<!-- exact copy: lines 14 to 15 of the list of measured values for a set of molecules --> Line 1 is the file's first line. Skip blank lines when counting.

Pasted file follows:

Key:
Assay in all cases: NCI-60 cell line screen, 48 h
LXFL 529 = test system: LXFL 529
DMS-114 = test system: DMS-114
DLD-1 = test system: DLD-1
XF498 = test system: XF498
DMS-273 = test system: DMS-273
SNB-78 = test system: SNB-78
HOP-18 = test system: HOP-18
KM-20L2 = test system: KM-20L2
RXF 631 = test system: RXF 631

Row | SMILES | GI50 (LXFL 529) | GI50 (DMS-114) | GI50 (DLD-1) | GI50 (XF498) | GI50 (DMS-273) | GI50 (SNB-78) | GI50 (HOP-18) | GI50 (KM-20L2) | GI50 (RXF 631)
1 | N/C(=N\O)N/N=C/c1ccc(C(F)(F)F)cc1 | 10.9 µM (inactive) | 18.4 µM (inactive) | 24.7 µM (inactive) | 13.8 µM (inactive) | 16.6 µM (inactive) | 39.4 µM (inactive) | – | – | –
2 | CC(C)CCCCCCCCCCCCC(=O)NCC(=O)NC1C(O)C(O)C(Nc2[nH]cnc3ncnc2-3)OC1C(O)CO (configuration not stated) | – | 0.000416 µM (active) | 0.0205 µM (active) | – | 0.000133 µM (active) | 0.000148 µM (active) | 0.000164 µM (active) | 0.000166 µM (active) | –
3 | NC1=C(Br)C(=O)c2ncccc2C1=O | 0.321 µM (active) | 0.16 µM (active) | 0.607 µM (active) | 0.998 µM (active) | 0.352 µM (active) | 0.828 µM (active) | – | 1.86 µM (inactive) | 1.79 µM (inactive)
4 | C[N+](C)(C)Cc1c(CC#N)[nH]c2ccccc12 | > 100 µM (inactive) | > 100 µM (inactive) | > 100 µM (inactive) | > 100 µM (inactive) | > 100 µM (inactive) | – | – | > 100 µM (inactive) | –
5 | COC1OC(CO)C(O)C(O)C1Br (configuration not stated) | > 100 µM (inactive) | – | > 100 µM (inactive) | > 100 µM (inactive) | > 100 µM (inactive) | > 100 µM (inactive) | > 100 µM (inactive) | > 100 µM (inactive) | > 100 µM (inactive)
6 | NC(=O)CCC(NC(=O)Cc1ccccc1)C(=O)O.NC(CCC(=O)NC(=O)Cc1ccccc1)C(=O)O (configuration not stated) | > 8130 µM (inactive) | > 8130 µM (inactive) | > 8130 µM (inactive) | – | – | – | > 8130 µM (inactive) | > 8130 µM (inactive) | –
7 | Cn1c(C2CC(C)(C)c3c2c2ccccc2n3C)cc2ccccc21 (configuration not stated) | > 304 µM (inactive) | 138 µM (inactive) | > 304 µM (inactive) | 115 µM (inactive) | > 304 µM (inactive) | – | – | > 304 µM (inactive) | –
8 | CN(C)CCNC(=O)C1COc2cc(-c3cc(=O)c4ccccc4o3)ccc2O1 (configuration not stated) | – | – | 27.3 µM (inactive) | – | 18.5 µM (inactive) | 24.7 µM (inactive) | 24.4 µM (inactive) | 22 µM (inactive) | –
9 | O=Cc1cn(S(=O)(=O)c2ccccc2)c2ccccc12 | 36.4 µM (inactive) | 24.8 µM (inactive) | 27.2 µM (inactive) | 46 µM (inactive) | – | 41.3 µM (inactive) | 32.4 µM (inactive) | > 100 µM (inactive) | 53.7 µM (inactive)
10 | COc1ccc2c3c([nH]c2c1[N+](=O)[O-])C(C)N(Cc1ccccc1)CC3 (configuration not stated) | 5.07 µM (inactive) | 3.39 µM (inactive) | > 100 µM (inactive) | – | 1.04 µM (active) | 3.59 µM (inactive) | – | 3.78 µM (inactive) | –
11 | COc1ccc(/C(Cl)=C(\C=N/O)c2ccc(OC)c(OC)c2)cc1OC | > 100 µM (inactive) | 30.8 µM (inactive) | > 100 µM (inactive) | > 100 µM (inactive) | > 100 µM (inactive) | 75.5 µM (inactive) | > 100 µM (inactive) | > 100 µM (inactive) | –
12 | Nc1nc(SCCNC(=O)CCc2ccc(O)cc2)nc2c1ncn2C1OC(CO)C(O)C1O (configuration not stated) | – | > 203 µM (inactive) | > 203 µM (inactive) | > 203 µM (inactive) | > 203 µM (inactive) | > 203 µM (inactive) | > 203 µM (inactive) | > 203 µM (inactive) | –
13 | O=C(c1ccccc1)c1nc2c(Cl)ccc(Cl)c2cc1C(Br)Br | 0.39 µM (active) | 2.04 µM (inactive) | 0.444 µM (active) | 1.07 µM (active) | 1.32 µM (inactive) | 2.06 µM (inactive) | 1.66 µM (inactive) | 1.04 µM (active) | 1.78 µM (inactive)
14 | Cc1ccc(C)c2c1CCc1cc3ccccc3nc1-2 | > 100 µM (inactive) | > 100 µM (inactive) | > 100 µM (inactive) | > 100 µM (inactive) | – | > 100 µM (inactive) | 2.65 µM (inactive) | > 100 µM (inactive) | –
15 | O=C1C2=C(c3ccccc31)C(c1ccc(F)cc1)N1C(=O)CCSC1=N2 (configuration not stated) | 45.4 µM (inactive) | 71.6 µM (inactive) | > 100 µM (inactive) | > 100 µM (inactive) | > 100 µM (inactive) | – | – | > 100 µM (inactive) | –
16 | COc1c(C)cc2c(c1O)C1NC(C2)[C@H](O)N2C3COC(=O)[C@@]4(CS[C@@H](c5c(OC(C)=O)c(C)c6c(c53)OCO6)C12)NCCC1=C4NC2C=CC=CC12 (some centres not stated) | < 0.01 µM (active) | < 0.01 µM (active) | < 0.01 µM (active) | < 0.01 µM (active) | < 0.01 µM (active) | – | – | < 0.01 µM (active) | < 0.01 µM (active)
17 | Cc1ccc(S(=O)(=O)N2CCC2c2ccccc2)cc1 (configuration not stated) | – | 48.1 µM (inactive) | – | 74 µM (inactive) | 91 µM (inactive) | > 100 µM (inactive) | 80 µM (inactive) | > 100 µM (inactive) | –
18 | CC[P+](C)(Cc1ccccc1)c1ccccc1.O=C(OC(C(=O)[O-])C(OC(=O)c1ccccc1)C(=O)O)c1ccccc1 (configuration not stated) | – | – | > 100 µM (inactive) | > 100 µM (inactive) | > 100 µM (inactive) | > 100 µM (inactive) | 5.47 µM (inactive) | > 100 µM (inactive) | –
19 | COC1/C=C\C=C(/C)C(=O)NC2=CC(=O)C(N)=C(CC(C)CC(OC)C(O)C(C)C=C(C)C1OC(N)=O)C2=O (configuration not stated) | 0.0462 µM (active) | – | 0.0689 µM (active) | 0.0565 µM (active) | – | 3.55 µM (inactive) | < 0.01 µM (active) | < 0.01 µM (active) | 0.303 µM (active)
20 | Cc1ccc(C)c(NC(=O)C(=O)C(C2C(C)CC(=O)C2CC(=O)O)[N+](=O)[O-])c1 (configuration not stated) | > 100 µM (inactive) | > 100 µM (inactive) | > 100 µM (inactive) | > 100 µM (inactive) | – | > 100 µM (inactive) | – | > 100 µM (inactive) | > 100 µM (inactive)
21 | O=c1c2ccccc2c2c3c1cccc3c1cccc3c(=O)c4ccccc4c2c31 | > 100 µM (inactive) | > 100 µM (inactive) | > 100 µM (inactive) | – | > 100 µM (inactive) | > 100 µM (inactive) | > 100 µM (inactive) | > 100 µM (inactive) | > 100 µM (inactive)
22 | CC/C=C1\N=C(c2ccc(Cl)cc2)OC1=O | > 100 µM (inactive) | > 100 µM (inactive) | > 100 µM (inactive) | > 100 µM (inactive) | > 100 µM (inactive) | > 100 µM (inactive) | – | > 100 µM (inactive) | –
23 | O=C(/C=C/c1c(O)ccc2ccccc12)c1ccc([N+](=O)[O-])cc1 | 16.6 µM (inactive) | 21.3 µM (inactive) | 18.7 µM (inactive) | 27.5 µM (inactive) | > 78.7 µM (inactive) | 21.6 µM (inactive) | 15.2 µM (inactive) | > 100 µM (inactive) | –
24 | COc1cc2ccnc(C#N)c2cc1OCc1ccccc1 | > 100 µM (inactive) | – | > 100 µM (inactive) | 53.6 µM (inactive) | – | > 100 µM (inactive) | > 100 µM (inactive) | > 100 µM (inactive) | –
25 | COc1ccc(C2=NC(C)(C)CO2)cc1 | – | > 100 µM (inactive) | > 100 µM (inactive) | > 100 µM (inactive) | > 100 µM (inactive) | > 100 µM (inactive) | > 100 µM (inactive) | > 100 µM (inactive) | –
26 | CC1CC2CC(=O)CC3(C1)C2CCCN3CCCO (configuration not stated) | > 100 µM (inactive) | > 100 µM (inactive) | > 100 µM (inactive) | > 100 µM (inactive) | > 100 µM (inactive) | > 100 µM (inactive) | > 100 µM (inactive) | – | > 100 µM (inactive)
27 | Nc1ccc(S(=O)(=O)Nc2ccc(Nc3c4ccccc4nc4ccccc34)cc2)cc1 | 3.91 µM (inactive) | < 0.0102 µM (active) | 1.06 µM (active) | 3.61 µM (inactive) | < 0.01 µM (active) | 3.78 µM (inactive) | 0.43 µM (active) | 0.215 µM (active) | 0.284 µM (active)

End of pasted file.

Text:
2 | CC(C)CCCCCCCCCCCCC(=O)NCC(=O)NC1C(O)C(O)C(Nc2[nH]cnc3ncnc2-3)OC1C(O)CO (configuration not stated) | – | 0.000416 µM (active) | 0.0205 µM (active) | – | 0.000133 µM (active) | 0.000148 µM (active) | 0.000164 µM (active) | 0.000166 µM (active) | –
3 | NC1=C(Br)C(=O)c2ncccc2C1=O | 0.321 µM (active) | 0.16 µM (active) | 0.607 µM (active) | 0.998 µM (active) | 0.352 µM (active) | 0.828 µM (active) | – | 1.86 µM (inactive) | 1.79 µM (inactive)